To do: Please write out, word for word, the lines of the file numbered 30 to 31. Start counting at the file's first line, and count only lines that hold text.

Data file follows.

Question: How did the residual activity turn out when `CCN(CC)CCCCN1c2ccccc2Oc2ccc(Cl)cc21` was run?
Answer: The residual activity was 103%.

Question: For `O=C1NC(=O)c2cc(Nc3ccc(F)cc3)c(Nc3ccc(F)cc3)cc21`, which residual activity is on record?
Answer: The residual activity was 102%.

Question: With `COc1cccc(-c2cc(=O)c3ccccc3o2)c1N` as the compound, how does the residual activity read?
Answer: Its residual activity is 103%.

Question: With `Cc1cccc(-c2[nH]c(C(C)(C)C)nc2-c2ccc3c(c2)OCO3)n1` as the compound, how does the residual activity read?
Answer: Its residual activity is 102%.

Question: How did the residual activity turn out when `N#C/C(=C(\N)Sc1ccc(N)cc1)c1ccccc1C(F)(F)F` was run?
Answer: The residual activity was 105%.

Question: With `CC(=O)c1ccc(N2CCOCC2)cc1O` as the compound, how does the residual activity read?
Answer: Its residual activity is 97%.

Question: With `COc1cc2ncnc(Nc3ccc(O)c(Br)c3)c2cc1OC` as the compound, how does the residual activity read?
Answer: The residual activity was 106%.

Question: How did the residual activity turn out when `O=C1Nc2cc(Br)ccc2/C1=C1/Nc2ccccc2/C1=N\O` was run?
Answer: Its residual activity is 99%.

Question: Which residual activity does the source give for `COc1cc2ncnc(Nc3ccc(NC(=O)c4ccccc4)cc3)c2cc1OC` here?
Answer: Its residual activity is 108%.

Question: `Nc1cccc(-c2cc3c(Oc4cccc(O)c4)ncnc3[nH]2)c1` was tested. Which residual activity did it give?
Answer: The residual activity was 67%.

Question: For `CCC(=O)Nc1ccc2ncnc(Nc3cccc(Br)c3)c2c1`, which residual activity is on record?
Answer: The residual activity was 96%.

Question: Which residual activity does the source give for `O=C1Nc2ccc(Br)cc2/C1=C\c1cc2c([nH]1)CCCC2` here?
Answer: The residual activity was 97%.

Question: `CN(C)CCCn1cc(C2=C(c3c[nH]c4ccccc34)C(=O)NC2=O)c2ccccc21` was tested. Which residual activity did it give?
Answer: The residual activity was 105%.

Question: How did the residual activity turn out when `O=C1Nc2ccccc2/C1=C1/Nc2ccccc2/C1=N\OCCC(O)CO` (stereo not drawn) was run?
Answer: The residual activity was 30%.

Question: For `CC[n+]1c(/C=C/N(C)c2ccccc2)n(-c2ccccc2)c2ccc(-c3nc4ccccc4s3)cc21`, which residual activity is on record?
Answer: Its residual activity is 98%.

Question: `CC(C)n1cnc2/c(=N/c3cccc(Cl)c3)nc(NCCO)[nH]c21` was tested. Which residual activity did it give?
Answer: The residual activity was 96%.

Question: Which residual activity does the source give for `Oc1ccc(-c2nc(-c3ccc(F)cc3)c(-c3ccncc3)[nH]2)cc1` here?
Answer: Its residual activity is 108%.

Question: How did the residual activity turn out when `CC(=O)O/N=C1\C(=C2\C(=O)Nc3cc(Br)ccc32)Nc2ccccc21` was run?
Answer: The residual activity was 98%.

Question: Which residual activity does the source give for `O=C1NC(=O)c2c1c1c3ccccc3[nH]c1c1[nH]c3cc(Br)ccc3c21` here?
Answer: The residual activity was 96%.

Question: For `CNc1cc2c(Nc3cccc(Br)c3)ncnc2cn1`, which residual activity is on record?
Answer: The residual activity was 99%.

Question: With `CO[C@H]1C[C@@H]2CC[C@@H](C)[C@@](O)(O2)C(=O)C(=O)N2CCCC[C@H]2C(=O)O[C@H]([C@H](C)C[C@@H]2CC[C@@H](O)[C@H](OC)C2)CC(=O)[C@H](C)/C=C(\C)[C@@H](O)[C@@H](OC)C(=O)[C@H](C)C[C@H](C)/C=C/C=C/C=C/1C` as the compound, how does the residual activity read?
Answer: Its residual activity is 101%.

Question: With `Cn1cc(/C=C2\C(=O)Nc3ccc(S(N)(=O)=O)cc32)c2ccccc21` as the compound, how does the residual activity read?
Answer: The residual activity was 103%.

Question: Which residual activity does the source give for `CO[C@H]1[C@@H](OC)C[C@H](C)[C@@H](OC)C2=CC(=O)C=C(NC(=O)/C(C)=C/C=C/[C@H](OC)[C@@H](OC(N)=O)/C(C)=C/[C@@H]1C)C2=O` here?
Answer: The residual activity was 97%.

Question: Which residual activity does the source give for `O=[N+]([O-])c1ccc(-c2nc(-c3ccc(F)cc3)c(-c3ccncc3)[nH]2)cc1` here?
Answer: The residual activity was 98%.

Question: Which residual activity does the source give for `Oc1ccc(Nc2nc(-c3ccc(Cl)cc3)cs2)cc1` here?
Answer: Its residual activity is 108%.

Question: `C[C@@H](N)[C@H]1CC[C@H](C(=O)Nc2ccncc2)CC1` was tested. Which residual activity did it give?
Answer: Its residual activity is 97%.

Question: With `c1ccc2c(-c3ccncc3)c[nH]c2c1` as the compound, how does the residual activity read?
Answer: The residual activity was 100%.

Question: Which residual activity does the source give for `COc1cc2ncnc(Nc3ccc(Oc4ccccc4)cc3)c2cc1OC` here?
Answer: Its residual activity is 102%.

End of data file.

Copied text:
Answer: Its residual activity is 98%.

Question: `CC(C)n1cnc2/c(=N/c3cccc(Cl)c3)nc(NCCO)[nH]c21` was tested. Which residual activity did it give?